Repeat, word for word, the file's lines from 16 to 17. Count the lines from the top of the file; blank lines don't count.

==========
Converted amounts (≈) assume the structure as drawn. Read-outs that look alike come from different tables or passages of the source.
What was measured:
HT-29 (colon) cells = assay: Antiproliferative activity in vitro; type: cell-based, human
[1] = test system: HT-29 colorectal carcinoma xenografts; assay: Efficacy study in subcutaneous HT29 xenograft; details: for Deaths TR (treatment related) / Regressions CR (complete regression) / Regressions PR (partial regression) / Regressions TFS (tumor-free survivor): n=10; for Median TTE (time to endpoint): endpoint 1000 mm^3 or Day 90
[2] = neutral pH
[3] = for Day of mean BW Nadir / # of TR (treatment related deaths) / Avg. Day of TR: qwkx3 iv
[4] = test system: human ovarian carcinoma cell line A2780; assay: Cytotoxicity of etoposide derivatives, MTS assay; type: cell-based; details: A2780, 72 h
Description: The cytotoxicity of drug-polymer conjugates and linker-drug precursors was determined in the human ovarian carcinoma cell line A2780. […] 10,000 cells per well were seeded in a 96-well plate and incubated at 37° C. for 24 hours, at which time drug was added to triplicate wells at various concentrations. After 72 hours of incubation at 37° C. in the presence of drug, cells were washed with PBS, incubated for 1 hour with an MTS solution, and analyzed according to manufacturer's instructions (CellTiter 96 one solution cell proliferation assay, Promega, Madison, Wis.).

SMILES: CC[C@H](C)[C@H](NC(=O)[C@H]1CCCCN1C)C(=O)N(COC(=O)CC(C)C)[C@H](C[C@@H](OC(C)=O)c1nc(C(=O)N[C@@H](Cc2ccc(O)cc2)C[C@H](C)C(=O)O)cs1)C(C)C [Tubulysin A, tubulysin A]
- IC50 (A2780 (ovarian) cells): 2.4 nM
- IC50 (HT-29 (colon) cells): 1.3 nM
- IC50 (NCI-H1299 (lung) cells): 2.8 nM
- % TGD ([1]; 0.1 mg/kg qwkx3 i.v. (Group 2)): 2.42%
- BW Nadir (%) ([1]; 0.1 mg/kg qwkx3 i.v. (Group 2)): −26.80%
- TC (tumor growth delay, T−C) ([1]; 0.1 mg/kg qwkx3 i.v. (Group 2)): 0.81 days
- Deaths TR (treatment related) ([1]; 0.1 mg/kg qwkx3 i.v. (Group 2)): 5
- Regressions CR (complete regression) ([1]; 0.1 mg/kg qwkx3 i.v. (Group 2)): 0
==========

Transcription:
- Deaths TR (treatment related) ([1]; 0.1 mg/kg qwkx3 i.v. (Group 2)): 5
- Regressions CR (complete regression) ([1]; 0.1 mg/kg qwkx3 i.v. (Group 2)): 0